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Following the Footsteps

The 2021 Tennessee FFA Star Farmer award recipient, Jacob Bell, carries on the farming legacy of his grandfather while building a name for himself
Story and photos by Cara Moore 8/23/2021

 

Jacob’s agricultural roots run deep through five generations of farmers before him. With Jacob above are grandparents Tom Sr. and Helen Bell, left, and father Tom Bell Jr.
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"I'm confident I’m leaving the farm in good hands.” 


These are the words of Tom Bell Sr., a proud grandfather who has watched his 19-year-old grandson, Jacob Bell, grow to be a capable and skilled overseer of the family cattle and crop business. 


As a fifth-generation farmer, Jacob is committed to preserving the legacy of the century farm that his predecessors built before him. The Bell Farm was originally founded in 1906 by Jacob’s second great-grandfather, Robert Alexander Bell Sr., in the rural town of Friendship, Tenn., just eight miles southeast of Dyersburg. Jacob’s grandfather, Tom Bell Sr., brought the first registered Red Angus cattle to West Tennessee in 1996 and gave Jacob his first calf when he was only 6. 


This simple gesture sparked a love for livestock in Jacob that turned a farm hobby into his desired career. As a man of many talents, Jacob proved to be a promising football player as team captain of the Dyersburg High School team, even competing in the West Tennessee All-Star Football Game. However, when faced with the choice of what passion to pursue, Jacob determined to let go of football and fully invest himself in his family’s farm. 


Jacob is currently one-fourth owner of Bell Farms and plays a large role in the upkeep of the operation. From clipping the show calves to formulating diets to raising crops, Jacob stays busy on the farm.


“Everything just fell into place for me to be able to work on the farm,” he says. “My granddad was practically a legend when it came to showing Holsteins, and I’m just trying to follow in his footsteps the best I can.”


 One calf in 2007 has since become more than 20, and Jacob is eager to keep multiplying this number as his business grows. He and his family show their registered Red Angus cattle across the country, taking home numerous championship titles due to their cattle’s superior genetic merit.


“Between my freshman and senior year of high school, I added about 25 head of high-quality calves,” says Jacob. “That’s my pride and joy — getting some valuable animals in the show ring and in the donor pen as well.”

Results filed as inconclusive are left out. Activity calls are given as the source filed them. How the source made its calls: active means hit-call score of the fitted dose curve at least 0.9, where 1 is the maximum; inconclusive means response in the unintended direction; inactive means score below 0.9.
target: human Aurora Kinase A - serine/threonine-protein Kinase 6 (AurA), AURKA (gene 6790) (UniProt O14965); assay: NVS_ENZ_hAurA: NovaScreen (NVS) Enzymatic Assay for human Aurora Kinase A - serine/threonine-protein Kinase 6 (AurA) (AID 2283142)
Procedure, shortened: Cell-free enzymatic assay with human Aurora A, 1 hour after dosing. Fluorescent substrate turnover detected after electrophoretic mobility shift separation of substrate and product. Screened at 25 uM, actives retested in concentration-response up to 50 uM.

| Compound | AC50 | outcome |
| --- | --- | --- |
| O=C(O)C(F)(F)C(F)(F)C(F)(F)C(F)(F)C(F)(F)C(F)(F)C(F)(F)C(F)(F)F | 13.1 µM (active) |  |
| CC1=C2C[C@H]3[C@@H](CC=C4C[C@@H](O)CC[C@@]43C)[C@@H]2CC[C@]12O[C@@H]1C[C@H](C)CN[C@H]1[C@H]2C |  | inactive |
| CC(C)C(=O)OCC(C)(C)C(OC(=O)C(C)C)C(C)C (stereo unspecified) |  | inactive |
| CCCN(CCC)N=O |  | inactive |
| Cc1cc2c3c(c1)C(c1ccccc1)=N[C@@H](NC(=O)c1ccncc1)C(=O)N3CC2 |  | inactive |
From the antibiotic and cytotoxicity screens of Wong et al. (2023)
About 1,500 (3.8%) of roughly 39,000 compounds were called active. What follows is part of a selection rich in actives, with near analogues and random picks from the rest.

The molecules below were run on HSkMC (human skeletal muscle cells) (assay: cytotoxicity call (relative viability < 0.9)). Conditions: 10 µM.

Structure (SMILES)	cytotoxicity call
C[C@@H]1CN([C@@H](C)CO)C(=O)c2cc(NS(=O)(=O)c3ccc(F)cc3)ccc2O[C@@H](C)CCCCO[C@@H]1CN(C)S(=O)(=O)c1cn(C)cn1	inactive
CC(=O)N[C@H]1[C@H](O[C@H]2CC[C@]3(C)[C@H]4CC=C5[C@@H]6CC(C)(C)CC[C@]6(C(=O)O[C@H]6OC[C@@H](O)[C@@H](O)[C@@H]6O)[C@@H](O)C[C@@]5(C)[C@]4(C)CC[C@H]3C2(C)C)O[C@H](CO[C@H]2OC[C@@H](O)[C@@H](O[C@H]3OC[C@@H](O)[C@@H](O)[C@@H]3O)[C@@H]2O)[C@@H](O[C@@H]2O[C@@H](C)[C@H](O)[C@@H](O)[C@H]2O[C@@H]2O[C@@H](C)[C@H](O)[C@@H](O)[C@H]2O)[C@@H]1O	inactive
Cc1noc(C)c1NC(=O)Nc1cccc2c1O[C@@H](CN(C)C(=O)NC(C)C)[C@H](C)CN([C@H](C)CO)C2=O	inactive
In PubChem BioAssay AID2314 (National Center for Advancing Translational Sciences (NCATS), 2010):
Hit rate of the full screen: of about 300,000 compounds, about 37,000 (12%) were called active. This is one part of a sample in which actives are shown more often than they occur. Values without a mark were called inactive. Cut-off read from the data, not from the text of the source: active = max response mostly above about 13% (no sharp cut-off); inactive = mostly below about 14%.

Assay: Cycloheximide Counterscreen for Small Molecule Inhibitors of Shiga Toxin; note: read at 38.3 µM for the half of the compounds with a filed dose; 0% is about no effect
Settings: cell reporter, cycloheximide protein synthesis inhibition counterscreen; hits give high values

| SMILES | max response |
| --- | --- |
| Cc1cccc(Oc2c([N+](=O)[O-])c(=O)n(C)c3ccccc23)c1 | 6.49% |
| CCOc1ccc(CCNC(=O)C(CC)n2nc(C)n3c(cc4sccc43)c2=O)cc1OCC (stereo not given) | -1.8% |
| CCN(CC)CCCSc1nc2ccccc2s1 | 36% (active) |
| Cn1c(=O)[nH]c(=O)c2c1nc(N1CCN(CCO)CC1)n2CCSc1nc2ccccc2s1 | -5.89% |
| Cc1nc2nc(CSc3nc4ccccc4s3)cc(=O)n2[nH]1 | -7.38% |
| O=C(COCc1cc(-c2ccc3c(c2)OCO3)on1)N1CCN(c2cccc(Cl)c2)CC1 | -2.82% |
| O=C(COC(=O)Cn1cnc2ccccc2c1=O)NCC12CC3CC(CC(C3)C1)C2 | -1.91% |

Although Jacob has many responsibilities around the farm, his primary focus is on purchasing high-quality females to improve the herd’s genetics through artificial insemination (AI) and embryo transfer. 


“Right now, I’m learning how to AI and breed for the best genetics,” he explains. “I make the call on embryo transplants in my own calves, and at the moment, we’ve got 15 embryos in. I especially enjoy showing cows to market my own genetics.”


Jacob’s diligent and successful work in the livestock industry led him to be selected as this year’s State Star Farmer at the 93rd Tennessee FFA State Convention. The award is given to the top applicant for the State FFA Degree who has conducted an outstanding supervised agricultural experience (SAE) program in production agriculture, and with active participation in the FFA during their time in the organization. 


Jacob’s SAE focused on beef production entrepreneurship, and positioned his registered Red Angus herd as one of the best in the state. Along with this esteemed award came the honor of participating in the Tennessee FFA Foundation Star Tour with four other State Star award recipients.  with four other Star award recipients. They embarked on a week-long tour of Tennessee agribusinesses across the state to showcase their SAE’s to other industry leaders. 


“FFA has allowed me to meet people I’d never otherwise get a chance to meet — even people I’d never expect to be involved in agriculture,” says Jacob. “My favorite part of the job is meeting new people in the industry.”


As a young man still in the early stages of his career, Jacob has learned that being a generational farmer is more than just doing exactly what your family has always done; it’s about following in your predecessors’ footsteps while blazing your own path. 


Jacob is currently a sophomore at the University of Tennessee at Martin working towards a degree in Agriculture Production. Although he says that he would love to have a career as a Bovine Reproduction Specialist, the experience Jacob has gained over the years on his farm has set him up to be successful in whatever area of the beef industry he chooses to pursue. 


Jacob is quick to point out that his family is a large contributor to his success, and there is no shortage of teamwork when it comes to running the farm. 


“I’ve been blessed with a great family that has raised me to handle livestock, and not everyone gets that opportunity,” he says. “I couldn’t do it without them.” 


 
 
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